Saturday, May 23, 2015
Michael seems to continue to meet people who in one way or another inspire him with their emotions and life experiences. It looks like it has become the continuing theme of his messages:
"We wake to the alarm. We get dressed and go to have breakfast. Olivier is quite surprised by the generous breakfast. We talk a little more about biking in Canada, all the things we have seen along the way and about Olivier's work. He has been to Afghanistan when he was in the French army, but when he got back there was no support for him. He had to arrange that himself. He quit his job, because he wanted to have a different life. He is clearly emotional. He has lost some good friends over there...
We go back to the room and Olivier starts packing up his things. He is not in hurry, which is fine with me since I am not going anywhere today. I am somewhat disappointed though, because I could have biked today after all. It froze lightly last night and it's still cold, but it's not raining and it didn't snow!
When Olivier is ready to leave he gives me a big hug. It surprises me. He is very grateful but has trouble expressing it because his English is not that good. He says he will keep his promise to help someone along the way and to promote my tour wherever he can. ”I will send you some videos when I am back in France”. I see tears in his eyes and he thanks me again. “You are my angel”, he says. As I watch him leave I think of what is potentially waiting out there for him. His bike is not in the best shape, it is wobbly and the tires are deteriorating...
Once Olivier is gone, I go back inside. The phone rings and I answer: “Hello, this is Brenda,” I hear a lady say. “Can I interview you today?” She is a reporter from the local newspaper who read my email this morning and tracked me through my GPS to the motel. We agree to meet.
It is a nice interview and halfway through it gets a special twist when she tells me that she met Terry Fox personally just outside Wawa. In those days she was a waitress and she had just finished work and she followed him on her bicycle. Terry held a speech at the Townhall. Wawa is the village that contributed the most money per inhabitant to the Marathon of Hope!
When Brenda leaves at 3 o'clock, I get a Skype call from my youngest son. When we finish, I still haven't had any lunch! So I go to Tim Hortons and have a coffee and a doughnut. Delicious! A woman comes in who wears a scarf around her head and I immediately realize she that may have cancer. I wonder if I should speak to her or give her a wristband. But I am hesitant; who am I to just do something like that? Once I'm outside though, I clearly feel that I need to speak to her so I go back in. Her name is Yvonne and she has been diagnosed with cancer three times and has to undergo one more chemo treatment. Today is the first day that she feels better and two of her friends are taking her out for tea and a donut: her first food in days, she says. We talk about her struggle and when I tell her of my battle with sarcoidosis her eyes fill with tears. “Exactly!”, she says. “It's exactly like you say, that is how I experiened it as well.”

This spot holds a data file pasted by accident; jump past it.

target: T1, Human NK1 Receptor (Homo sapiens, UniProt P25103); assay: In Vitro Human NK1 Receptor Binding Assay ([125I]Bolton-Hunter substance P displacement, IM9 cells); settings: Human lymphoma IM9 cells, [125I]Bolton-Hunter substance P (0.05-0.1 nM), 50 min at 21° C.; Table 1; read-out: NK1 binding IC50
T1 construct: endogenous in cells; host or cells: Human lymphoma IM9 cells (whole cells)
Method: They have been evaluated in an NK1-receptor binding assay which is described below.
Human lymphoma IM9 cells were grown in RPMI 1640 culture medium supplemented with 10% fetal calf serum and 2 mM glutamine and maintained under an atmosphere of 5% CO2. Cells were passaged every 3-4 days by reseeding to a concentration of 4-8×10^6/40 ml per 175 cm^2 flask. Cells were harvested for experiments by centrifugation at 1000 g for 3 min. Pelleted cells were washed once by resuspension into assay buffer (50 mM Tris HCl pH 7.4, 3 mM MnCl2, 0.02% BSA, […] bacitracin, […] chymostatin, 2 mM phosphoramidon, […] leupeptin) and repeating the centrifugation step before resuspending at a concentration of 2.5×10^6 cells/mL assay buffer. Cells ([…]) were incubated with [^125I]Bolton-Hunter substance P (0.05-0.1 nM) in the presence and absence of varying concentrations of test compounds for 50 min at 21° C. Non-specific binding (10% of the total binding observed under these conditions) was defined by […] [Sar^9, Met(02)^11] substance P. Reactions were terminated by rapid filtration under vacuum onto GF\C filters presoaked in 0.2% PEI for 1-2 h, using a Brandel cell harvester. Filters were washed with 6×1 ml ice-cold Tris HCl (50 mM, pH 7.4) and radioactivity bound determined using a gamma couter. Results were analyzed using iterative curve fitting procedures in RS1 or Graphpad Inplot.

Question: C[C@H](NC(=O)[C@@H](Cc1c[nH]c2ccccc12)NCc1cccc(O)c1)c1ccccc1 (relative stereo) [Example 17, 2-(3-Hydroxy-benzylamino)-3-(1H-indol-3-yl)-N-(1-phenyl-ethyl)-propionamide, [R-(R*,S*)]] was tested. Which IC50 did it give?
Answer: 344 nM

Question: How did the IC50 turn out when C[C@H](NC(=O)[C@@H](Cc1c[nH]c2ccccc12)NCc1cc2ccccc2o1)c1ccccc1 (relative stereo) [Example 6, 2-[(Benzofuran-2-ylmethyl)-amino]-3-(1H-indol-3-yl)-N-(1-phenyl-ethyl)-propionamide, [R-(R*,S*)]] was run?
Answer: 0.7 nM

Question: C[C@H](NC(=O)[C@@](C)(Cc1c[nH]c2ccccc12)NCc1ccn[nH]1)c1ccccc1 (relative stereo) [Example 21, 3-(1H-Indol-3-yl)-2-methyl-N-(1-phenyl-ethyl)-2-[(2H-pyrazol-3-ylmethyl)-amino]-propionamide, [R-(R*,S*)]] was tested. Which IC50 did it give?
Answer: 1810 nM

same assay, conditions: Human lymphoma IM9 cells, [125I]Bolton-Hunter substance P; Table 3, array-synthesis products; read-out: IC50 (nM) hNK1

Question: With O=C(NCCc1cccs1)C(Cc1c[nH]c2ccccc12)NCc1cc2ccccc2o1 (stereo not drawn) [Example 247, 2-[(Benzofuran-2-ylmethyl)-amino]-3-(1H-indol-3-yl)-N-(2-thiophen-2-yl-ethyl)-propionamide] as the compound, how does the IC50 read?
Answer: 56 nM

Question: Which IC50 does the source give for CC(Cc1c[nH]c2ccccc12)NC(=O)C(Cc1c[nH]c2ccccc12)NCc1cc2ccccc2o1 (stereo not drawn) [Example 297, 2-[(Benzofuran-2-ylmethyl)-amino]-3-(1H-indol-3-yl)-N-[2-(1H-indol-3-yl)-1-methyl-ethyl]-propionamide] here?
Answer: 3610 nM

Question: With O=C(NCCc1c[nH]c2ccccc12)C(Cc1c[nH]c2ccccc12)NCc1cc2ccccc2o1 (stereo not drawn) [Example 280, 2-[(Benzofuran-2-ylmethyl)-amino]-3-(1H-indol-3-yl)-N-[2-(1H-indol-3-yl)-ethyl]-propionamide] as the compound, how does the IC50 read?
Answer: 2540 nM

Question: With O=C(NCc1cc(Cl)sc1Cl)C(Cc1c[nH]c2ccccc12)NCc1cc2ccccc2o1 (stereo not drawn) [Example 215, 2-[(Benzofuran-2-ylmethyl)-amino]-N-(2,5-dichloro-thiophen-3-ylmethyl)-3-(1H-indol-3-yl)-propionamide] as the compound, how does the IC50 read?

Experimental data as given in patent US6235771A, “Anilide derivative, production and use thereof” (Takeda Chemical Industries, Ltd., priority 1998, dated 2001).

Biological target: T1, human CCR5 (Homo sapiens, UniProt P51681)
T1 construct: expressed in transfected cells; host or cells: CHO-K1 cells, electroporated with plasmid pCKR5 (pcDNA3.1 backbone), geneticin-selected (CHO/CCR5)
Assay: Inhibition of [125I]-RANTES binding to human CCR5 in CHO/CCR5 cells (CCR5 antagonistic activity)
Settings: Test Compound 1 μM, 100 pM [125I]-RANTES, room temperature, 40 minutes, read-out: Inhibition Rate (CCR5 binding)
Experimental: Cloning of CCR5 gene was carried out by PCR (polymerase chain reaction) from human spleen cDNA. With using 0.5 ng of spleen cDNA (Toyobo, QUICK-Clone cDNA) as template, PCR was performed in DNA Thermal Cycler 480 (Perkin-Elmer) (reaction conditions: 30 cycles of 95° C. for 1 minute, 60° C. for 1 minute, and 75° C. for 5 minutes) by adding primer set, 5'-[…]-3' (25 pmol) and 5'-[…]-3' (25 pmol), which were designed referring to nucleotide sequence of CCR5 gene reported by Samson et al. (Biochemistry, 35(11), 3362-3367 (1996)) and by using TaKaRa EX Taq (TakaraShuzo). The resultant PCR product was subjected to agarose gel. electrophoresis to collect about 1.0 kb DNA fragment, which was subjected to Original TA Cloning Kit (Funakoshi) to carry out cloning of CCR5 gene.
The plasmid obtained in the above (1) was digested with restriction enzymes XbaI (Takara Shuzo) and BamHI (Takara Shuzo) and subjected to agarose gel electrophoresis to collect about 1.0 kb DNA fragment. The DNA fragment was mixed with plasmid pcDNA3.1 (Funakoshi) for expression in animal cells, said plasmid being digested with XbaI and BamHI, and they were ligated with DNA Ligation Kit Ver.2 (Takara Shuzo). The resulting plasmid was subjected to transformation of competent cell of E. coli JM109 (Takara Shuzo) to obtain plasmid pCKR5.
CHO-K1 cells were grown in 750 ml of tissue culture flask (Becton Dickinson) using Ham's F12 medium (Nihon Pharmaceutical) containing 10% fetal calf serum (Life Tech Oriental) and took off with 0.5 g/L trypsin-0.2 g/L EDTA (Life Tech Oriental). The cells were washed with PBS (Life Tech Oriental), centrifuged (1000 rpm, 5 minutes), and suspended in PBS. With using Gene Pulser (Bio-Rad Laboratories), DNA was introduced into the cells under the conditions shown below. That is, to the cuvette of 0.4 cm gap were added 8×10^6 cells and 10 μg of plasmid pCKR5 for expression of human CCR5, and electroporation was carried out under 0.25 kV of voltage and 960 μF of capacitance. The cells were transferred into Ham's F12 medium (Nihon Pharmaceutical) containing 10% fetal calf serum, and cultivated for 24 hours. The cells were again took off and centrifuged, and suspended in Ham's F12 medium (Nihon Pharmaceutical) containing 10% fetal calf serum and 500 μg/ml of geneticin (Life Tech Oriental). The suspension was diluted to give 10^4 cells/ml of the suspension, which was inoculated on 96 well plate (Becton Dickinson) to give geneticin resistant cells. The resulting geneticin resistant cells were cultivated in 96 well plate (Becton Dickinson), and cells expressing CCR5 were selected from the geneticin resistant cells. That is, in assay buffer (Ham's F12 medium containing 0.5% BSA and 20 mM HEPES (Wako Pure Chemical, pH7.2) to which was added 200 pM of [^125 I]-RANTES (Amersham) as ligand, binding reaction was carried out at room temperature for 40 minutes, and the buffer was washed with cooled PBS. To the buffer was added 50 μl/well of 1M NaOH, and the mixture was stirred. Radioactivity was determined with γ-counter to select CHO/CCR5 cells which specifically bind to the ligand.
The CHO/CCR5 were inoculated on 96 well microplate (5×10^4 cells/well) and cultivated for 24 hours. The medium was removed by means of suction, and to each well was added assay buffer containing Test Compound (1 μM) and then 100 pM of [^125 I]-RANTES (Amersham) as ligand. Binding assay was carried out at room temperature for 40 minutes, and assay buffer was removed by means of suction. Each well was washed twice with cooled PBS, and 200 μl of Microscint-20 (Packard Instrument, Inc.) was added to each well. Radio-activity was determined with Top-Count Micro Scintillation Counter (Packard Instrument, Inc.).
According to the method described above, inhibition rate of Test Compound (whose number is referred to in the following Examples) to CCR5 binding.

It is a remarkable meeting and she insists on giving me $20 to support me. I refuse to accept it but she keeps insisting and I don't want to disappoint her.
When I go to a restaurant to have something to eat I park my bike outside the window where I can see it. It quickly gets reactions from people. The restaurant owner asks if I am going to White River. Yes, I tell her, tomorrow. She urges me to look up a young girl named Samantha who has cancer and is very ill. The people in the area are doing everything to support her and it will do her well. When she tries to find out the girl’s address, the cook in the kitchen tells her that the girl has moved to Winnipeg, where she is being treated for her illness. I will certainly try to contact her to see if she would appreciate my visit.
Initially I felt I could have biked today, but as soon as Olivier left, one thing after another happened. I suppose it was meant to be that way. It seems to fit with all the remarkable experiences I'm having on this journey. Where is it going to stop? To be honest, sometimes it feels strange. I never thought it would go this way. I am truly grateful for the fact that I'm still here. Two years ago I sometimes doubted that. I somehow knew I would be strong enough to survive my illness; but to have the strength to take on this incredibly tough cycling tour and meet all these wonderful and sometimes very emotional people, I had never expected. Despite the fact that I miss my wife and children, I am very pleased and happy that I am allowed to do this and I am grateful for every single moment.
Oh yes, the crow... it is still here but I just can't seem to take a picture of it. Tomorrow is another day, 92 km to White River. My odometer reads 2,000 km!"
Han Schomakers, editor
Translation by Sytske van der Veen